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To wrap up our overview of what currently makes up our homeschool "curriculum", we're going to take a quick look at nature study, a vital part of a true Charlotte Mason education! She believed children (and adults!) need regular time out of doors, both in free play time and more “formal” nature study. I couldn’t agree more! But for the longest time I just couldn’t seem to make it happen for our family. Our kids played outside all the time, but we rarely got around to doing actual nature study. I had it on my “mental schedule” to do every other Friday when we didn’t have our co-op, but other stuff always seemed to come up, we used Fridays to catch up on other school work, or I just plain forgot.
Enter Wild and Free groups. I came across this organization via Sarah Mackenzie’s Read Aloud Revival podcast. Then I listened to a podcast (unfortunately I can't remember which one now!) about how to start a nature study group. And something clicked. Start a group. Maybe no one will show up, but when there is the possibility that somebody might be there waiting for ME, I gotta show up too!
So that’s the real, honest-to-goodness reason we started a nature study group! Purely so that WE would do it ourselves!
One question you might be asking...Why not just join up with another existing nature study group if there is one in your area? The short answer? Control. Yeah, I know. But seriously, sometimes it really is easier to do something on your own time, your own schedule, and your own ideals. You could join another group if you really didn’t want to organize something yourself, but for us it was actually SO much easier to just start our own. I can design the schedule to fit our needs, and we can do the type of nature study that I want for our family!
Starting and running our group has turned out to be surprisingly simple to implement. Here are the steps I took to start our group, and you can too!
Decide what time and how often works for you. For us it’s approximately twice a month on Friday mornings. During the school year, we have co-op every other Friday, so we just schedule our nature study outings for the off Fridays. For the summer, I just looked at our vacation schedule, holiday weekends, etc, and picked out about 2 Fridays per month for our group to meet. The beauty of starting a group yourself is that you can do whatever works for you!
Create a facebook group. This is really simple, even if you have never done it before! Once you create your group, “promote” it on facebook wherever you can. Share on your own personal page, local homeschool group pages, etc. Our homeschool co-op also has an email list, so I sent a link to our facebook group to that list as well. We very quickly got about 8-10 families who were interested.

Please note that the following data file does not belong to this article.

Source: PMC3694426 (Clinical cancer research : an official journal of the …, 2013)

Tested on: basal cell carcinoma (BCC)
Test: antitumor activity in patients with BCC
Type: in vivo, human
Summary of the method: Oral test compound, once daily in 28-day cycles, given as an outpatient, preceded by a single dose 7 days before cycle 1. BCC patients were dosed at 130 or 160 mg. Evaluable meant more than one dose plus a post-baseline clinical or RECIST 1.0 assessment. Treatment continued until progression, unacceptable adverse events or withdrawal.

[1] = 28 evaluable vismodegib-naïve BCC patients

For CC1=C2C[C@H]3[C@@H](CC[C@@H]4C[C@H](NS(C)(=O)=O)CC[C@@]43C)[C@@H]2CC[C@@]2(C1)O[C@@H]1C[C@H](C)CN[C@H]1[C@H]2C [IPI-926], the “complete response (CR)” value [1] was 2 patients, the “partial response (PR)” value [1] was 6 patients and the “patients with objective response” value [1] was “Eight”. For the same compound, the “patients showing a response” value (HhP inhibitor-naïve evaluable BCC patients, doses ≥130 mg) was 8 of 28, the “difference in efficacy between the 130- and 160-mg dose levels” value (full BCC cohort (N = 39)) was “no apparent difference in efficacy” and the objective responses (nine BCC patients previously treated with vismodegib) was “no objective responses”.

Plan your first nature study outing. I have found that we get better publicity and response if I actually create an “event” on the facebook group page. This, also, is very simple! I try to have that done about a week in advance of each nature study date. Don’t worry, it’s not as much work as it sounds...it only takes a couple minutes! For location, you could use your own backyard, a local park, or nature preserve. Just keep it simple for your first outing.
Gather your nature study supplies and let the group know what they will need. We have a nature journal and a pencil for each child. That’s seriously all you need to get started. Other things like colored pencils or watercolors, field guides, magnifying glasses, binoculars and such are fun and you might want to use these at some point, but it’s not necessary...there is SO much to observe and record with just your own 2 eyes and a pencil!
Go out on your first nature study! Don’t feel like you need to prepare some elaborate lesson, and don’t worry if you’re not an expert naturalist. Your “lesson” could be as simple as letting the kids (and parents!) explore, find something interesting, and make a drawing of it in their notebook.
And look at that, you did it! It’s really so simple! Over time you may wish to do some more “planned” lessons as you and the kids involved get the hang of observing and recording. Two books that I have found to be immensely helpful are The Handbook of Nature Study by Anna Botford Comstock and The Laws Guide to Nature Drawing and Journaling. With these two resources, you could literally have a lifetime’s worth of nature study!
So what are you waiting for? Are you struggling to make nature study happen? Grab a few friends, put some dates on your calendar, and make it happen!
Do you already do nature study regularly? How do you make sure it happens and what do your outings look like? Leave a comment and let us know!